Tuesday, October 15, 2019

A valorização das empresas em bolsa é sobretudo resultado da exploração dos trabalhadores

Too Many Companies Drain Value From the Economy, por Noah Smith (Bloomberg):

This is an important and timely debate, since during the past 15 years, corporate profits have taken in a historically large share of the value produced by the U.S. economy (...).

And in recent years, stock valuations have increased faster than either profits or the economy itself (...).

How much of this increase in market value was due to rent extraction, or to the expectation of future rent extraction? Economists Daniel Greenwald, Martin Lettau and Sydney Ludvigson believe they have an answer: Most of it. In a recent paper, they built a model of the economy in which the value created by businesses could be arbitrarily reallocated between shareholders and workers. They found that redistribution from workers to shareholders accounted for 54% of increased stock wealth. Falling interest rates, rising investor appetites for risk and economic growth comprised the remaining 46%.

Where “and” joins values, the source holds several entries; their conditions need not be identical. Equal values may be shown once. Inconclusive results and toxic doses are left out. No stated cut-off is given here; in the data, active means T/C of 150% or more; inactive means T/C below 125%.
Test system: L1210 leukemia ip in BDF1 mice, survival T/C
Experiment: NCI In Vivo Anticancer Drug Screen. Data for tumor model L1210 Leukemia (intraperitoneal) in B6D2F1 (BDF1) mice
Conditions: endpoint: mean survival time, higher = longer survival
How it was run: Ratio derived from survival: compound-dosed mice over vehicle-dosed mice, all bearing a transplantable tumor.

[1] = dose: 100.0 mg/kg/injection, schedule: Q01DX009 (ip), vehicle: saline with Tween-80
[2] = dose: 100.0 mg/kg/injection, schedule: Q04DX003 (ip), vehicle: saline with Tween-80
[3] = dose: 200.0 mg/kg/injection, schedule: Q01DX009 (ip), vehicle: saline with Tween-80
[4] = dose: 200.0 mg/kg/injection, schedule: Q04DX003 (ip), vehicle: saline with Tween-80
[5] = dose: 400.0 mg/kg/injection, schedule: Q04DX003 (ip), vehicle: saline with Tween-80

O tal paper - How the Wealth Was Won: Factors Shares as Market Fundamentals, por Daniel L. Greenwald, Martin Lettau e Sydney C. Ludvigson:
We provide novel evidence on the driving forces behind the sharp increase in equity values over the post-war era. From the beginning of 1989 to the end of 2017, 23 trillion dollars of real equity wealth was created by the nonfinancial corporate sector. We estimate that 54% of this increase was attributable to a reallocation of rents to shareholders in a decelerating economy. Economic growth accounts for just 24%, followed by lower interest rates (11%) and a lower risk premium (11%). From 1952 to 1988 less than half as much wealth was created, but economic growth accounted for 92% of it.

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